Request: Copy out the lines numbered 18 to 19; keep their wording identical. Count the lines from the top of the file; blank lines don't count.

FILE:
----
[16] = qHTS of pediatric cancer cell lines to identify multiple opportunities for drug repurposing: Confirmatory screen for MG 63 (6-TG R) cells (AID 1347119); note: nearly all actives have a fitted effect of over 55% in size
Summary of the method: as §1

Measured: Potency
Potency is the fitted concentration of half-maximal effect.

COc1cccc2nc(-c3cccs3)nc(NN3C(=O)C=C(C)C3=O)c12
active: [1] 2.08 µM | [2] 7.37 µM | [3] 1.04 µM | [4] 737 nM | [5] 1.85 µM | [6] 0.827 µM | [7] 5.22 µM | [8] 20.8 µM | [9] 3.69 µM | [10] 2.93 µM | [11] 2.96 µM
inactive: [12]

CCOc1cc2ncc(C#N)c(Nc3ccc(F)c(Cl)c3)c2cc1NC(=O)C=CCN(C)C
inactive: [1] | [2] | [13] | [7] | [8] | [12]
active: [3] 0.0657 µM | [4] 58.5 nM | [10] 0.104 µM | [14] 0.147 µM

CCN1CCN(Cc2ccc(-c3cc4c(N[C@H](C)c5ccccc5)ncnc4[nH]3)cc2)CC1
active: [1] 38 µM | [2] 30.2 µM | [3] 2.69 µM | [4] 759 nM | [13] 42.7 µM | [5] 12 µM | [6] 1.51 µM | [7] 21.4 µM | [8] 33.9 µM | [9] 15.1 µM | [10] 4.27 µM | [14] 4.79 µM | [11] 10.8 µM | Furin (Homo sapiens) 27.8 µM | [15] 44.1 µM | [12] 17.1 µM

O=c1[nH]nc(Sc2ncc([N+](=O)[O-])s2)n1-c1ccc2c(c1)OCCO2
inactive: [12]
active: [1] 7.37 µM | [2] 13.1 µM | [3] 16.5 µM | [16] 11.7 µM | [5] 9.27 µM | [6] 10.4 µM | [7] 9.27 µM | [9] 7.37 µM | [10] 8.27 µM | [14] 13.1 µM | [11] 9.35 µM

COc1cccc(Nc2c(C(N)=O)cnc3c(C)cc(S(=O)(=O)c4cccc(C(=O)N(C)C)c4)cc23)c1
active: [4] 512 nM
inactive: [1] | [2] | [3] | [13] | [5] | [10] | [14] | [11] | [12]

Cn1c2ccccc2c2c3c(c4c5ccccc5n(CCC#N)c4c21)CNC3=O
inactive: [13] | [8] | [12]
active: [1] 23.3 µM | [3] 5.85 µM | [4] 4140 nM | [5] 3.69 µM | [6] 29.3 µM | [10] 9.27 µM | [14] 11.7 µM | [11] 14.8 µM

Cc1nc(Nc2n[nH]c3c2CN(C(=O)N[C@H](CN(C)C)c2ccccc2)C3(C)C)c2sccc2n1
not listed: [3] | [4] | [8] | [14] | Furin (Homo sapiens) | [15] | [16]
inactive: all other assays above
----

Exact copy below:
inactive: [1] | [2] | [3] | [13] | [5] | [10] | [14] | [11] | [12]

Cn1c2ccccc2c2c3c(c4c5ccccc5n(CCC#N)c4c21)CNC3=O